AFRICA/SOUTH SUDAN – ‘Father, we want a brick church’: the millennial dreams of a believing and suffering people have come true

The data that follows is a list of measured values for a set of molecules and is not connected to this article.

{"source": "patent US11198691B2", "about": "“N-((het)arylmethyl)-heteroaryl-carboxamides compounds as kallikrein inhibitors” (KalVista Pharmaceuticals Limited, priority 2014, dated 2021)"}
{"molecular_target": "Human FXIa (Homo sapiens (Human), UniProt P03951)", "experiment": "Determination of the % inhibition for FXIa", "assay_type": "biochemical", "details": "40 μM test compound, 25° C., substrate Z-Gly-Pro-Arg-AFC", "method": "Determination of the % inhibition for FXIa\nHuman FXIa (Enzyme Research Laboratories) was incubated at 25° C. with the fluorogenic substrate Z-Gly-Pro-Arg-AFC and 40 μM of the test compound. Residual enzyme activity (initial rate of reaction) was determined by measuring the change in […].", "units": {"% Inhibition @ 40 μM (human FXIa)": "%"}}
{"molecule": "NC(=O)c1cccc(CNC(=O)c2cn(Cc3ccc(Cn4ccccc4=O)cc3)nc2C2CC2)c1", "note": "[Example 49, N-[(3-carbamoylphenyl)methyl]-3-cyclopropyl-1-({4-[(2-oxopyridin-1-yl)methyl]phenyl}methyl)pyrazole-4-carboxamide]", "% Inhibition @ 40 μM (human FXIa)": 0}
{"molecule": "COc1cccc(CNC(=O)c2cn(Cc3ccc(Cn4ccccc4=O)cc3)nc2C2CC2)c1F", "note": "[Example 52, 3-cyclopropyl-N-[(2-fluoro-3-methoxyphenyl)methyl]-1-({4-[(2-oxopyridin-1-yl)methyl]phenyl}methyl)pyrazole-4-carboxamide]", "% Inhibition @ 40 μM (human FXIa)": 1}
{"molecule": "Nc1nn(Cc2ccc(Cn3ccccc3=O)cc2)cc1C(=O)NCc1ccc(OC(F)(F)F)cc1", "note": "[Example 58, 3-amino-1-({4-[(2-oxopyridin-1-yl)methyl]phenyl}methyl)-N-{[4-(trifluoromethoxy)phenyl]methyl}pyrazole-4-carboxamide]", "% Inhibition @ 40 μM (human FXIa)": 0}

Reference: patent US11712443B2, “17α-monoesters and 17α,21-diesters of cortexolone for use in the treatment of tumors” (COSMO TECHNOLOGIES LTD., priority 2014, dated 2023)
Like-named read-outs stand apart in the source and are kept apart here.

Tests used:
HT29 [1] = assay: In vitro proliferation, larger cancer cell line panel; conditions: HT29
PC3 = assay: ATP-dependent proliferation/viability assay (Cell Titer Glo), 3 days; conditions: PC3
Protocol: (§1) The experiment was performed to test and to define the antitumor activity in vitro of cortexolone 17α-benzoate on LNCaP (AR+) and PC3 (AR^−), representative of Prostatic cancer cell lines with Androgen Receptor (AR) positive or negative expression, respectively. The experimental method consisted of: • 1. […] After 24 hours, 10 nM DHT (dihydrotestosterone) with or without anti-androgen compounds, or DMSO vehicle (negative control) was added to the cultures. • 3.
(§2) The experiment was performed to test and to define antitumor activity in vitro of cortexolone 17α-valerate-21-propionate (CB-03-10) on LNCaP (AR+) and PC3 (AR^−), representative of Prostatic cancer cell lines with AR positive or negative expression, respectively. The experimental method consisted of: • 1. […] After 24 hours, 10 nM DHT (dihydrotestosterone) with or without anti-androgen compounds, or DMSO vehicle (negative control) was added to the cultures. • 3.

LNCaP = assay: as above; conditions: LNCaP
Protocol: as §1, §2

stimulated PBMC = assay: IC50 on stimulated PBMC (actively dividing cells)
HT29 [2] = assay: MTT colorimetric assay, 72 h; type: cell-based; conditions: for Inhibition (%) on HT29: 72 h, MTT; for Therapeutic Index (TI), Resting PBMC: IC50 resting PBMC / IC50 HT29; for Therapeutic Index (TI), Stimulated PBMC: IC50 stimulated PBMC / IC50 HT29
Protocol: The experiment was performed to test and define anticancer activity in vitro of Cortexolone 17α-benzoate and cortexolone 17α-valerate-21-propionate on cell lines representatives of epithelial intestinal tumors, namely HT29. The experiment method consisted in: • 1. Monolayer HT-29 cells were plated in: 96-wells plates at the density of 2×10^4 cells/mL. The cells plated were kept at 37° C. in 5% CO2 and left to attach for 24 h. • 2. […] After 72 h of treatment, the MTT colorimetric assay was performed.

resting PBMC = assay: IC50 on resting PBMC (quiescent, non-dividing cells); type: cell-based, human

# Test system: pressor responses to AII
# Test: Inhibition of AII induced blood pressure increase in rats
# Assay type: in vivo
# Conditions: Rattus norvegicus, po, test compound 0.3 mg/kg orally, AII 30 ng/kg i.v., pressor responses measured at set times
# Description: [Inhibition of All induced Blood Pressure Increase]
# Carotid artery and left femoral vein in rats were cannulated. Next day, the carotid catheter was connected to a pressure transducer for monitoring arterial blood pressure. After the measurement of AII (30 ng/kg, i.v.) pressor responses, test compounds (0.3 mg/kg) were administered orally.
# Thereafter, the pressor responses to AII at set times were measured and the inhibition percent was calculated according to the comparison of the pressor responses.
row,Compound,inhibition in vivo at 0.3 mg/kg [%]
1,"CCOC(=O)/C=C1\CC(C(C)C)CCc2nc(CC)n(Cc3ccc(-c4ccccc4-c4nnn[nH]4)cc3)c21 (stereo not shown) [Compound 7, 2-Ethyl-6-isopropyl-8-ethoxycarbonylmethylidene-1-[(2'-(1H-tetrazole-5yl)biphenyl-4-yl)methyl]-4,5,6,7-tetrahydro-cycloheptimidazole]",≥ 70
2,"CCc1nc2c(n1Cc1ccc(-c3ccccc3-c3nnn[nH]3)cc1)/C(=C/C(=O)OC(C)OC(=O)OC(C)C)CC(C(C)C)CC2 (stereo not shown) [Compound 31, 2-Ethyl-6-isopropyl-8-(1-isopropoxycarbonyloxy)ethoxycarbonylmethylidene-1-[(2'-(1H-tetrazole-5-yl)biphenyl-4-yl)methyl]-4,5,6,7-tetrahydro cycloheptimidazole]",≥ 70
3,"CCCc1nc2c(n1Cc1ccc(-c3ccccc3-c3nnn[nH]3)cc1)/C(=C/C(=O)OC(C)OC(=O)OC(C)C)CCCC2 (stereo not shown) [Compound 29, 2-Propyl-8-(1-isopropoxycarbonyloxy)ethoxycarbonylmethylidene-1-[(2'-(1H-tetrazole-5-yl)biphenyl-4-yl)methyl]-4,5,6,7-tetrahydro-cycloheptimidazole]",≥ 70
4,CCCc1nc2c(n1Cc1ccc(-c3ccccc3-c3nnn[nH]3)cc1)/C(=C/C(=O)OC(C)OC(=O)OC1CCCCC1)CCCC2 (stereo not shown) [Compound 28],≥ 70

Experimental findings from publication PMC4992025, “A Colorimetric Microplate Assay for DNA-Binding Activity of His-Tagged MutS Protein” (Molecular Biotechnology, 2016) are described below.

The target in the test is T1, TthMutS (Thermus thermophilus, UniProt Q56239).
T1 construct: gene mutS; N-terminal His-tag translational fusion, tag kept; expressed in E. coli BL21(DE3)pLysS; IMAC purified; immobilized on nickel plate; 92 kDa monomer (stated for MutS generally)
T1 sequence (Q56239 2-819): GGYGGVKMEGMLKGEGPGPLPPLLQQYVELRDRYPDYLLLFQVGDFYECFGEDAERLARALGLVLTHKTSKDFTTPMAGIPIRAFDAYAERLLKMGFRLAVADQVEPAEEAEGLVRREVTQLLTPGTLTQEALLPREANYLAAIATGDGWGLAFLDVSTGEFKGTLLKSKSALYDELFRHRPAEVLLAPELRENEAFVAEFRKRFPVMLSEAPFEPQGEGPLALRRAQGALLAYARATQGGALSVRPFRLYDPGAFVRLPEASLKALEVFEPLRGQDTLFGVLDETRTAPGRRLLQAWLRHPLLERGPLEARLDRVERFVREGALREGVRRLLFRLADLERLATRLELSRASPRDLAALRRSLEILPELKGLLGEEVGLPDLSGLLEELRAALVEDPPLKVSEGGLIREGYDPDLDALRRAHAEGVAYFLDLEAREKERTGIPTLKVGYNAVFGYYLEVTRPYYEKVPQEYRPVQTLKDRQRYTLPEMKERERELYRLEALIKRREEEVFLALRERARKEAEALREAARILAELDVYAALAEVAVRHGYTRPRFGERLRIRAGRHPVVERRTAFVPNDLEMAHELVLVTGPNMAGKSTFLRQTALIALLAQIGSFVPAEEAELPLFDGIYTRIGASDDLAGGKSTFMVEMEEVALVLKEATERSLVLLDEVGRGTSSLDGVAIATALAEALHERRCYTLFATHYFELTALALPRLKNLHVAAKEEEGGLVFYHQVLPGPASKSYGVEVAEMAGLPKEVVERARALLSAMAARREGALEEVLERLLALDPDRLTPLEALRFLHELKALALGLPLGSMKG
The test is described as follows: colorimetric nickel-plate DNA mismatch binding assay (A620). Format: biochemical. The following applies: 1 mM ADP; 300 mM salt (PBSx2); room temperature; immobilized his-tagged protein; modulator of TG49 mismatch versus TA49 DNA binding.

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Naandi – “When I arrived in South Sudan, the Naandi mission in which I am located, near the border of South Sudan with the Democratic Republic of Congo and Uganda, had only a single brick church, totally in ruins and vandalized by the Islamic hordes. All the others were made exclusively of grass and tree branches”, writes Father Christopher Hartley Sartorius to Agenzia Fides. “The first thing people asked me was: “Father we want a brick church, without a church we are like animals”, a parishioner told me. From that moment on, the various communities have committed themselves to making bricks with their own hands, as well as donating the land on which to build the new house of Jesus. Brick by brick, the millennial dreams of a believing and suffering people have come true”, said the missionary who arrived in Naandi in 2019 . The two churches of Andari and Baragu in the Naandi mission, which are almost completed, are huge and can accommodate nearly 700 faithful. According to Father Christopher, these buildings are at the center of the lives of these people, they represent an oath, they testify to the loyalty of the Church to her city. “Christ is there, the Church is there, the bishop and his pastor are there, and they do not leave, no matter what. I cannot explain in words the emotion of people when they entered the church for the first time”. Despite the fact that the rainy season has started in the country and it rains on the faithful almost every Sunday, everyone present still wants to celebrate in the new church. “There are still many details missing to complete the work, the windows have not yet arrived from Kampala, the pews in the church do not exist and we have to make them ourselves. In addition, we print the sacred images in Spain on a strong material so that they can be hung with a frame made by us from local wood”. “The faithful in these villages had spent a lifetime waiting for a church, the only thing they wanted. They didn’t care about the condition of their huts or whether the water was more or less far away or if they had to walk miles and miles to their orchards. They wanted their church”, he concludes.